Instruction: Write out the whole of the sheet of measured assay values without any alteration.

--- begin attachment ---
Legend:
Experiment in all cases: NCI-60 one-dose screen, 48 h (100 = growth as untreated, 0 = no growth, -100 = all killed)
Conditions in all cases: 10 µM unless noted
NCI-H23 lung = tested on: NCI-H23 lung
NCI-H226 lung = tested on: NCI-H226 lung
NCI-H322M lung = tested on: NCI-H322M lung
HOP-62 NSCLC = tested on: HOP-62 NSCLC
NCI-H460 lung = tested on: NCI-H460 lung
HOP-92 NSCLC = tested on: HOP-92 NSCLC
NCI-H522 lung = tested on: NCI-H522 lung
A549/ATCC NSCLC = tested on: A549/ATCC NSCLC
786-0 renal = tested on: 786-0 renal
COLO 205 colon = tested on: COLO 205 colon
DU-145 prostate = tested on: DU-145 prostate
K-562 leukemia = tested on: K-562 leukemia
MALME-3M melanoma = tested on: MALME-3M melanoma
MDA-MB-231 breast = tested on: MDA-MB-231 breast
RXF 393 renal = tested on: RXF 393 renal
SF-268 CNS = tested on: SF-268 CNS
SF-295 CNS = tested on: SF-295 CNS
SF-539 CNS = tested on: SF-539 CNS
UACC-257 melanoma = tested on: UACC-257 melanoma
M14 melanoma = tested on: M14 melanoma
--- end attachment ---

Legend:
Experiment in all cases: NCI-60 one-dose screen, 48 h (100 = growth as untreated, 0 = no growth, -100 = all killed)
Conditions in all cases: 10 µM unless noted
NCI-H23 lung = tested on: NCI-H23 lung
NCI-H226 lung = tested on: NCI-H226 lung
NCI-H322M lung = tested on: NCI-H322M lung
HOP-62 NSCLC = tested on: HOP-62 NSCLC
NCI-H460 lung = tested on: NCI-H460 lung
HOP-92 NSCLC = tested on: HOP-92 NSCLC
NCI-H522 lung = tested on: NCI-H522 lung
A549/ATCC NSCLC = tested on: A549/ATCC NSCLC
786-0 renal = tested on: 786-0 renal
COLO 205 colon = tested on: COLO 205 colon
DU-145 prostate = tested on: DU-145 prostate
K-562 leukemia = tested on: K-562 leukemia
MALME-3M melanoma = tested on: MALME-3M melanoma
MDA-MB-231 breast = tested on: MDA-MB-231 breast
RXF 393 renal = tested on: RXF 393 renal
SF-268 CNS = tested on: SF-268 CNS
SF-295 CNS = tested on: SF-295 CNS
SF-539 CNS = tested on: SF-539 CNS
UACC-257 melanoma = tested on: UACC-257 melanoma
M14 melanoma = tested on: M14 melanoma